Carrie Davis describes seeing her first adult humpback whale of the season launching out of the water off the coast of Sydney last week as magical.
“It’s just this feeling of awe to see this fat whale of that size get all that body out of the water,” said Davis of Go Whale Watching in Sydney. “No matter how many times you see it, it always takes your breath away.”
The annual procession of humpback whales migrating north from their summer feeding grounds in Antartica to warmer waters in the Great Barrier Reef has begun.
Sydneysiders can look forward to another bumper season, which spans May to July, of whales performing tail and dorsal fin slaps, breaches and head lunges, with an estimated 40,000 to 50,000 whales expected to pass the east coast.
Davis said a boat trip was the best way to spot a whale so viewers could see the giants perform their acrobatics up close. The whales can also often be spotted from any headland.
Any time of day was good for catching a glimpse, she said, but viewers will have the most luck on a stormy day when whales breach the most.
So far, Davis said, the whale-watching crews have mostly spotted juvenile humpbacks off the coast of Sydney as they race ahead of the pack.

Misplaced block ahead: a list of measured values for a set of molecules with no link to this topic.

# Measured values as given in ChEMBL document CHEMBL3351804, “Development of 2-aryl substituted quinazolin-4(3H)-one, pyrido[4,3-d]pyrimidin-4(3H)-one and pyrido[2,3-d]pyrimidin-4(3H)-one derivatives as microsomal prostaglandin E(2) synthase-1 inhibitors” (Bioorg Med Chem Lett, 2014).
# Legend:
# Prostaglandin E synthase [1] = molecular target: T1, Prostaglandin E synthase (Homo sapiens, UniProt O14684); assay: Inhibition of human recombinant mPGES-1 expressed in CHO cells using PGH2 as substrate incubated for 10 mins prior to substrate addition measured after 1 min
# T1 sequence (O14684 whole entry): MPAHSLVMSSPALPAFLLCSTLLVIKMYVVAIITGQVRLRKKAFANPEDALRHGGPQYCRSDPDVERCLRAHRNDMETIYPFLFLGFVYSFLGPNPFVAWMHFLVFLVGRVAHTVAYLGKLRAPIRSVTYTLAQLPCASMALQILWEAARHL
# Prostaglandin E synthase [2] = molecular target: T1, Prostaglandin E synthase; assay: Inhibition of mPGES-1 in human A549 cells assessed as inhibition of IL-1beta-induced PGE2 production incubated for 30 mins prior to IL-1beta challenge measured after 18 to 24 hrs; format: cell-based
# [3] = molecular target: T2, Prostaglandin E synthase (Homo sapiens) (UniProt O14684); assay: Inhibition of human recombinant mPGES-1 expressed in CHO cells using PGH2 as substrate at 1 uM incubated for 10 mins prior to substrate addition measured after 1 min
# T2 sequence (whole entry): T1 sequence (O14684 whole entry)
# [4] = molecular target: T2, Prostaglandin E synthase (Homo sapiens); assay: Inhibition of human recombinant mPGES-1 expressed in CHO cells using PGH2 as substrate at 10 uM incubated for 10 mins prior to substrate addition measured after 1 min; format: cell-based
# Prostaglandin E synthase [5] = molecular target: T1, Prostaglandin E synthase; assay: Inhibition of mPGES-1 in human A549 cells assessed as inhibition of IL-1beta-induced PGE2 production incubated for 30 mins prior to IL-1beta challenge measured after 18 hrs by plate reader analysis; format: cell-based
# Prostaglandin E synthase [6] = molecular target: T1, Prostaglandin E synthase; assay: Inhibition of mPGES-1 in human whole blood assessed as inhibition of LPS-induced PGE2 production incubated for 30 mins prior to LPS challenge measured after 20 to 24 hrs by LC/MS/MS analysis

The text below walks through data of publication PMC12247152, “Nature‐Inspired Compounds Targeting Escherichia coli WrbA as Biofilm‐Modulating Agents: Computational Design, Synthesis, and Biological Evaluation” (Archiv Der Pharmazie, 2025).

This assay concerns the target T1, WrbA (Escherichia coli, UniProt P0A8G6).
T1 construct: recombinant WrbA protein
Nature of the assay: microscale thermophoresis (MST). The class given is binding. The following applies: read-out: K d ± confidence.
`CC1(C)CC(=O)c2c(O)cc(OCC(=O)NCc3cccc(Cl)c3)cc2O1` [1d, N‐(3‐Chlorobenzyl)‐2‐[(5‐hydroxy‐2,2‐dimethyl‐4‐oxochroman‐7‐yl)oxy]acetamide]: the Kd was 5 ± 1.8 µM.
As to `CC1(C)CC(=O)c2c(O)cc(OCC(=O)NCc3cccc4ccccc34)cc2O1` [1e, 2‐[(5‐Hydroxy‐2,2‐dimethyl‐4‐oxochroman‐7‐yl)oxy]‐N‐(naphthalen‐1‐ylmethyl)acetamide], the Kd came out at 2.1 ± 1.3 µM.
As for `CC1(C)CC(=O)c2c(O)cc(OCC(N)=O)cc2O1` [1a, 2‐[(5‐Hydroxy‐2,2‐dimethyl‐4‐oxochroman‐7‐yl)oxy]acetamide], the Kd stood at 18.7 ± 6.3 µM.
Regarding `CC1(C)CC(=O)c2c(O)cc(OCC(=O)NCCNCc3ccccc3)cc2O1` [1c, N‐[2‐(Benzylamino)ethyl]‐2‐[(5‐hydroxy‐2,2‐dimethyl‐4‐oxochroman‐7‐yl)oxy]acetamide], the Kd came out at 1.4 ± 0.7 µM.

“They’re full of beans, they’re really excited, and they’re really fat from getting their feed in Antartica,” she said. “We don’t get the pregnant mummas until the end because they want to eat as much as they can before they leave.”
Prof Mike Noad, director of the Centre of Marine Studies at the University of Queensland, said it was difficult to know how many humpback whales there were given the last major survey of the population was conducted in 2015.
But humpback whale populations have boomed since commercial whaling was banned in the region in the 1960s and an estimated 300 Australian humpback whales remained.
Last year humpback whales were struck from the threatened species list. But this drew the ire of a number of scientists due to the threats the species continues to face such as the climate crisis.
Davis said the whale-watching season slightly dipped in August but ramped up again from September to November as the animals returned south with their babies in tow. This is when the far south coast of New South Wales, particularly around Merimbula at Eden, becomes the best place to catch a glimpse of the giants.
“Whales really respond to noise and you can imagine that Darling Harbour is like a speaker phone, so much noise is channelled out of there and into the ocean, so they love to rest with their babies around Green Cape as they head south.”